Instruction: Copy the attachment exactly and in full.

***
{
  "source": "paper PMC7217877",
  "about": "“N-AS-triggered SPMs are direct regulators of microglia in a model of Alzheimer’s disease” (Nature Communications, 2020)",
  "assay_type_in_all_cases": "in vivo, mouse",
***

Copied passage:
{
  "source": "paper PMC7217877",
  "about": "“N-AS-triggered SPMs are direct regulators of microglia in a model of Alzheimer’s disease” (Nature Communications, 2020)",
  "assay_type_in_all_cases": "in vivo, mouse",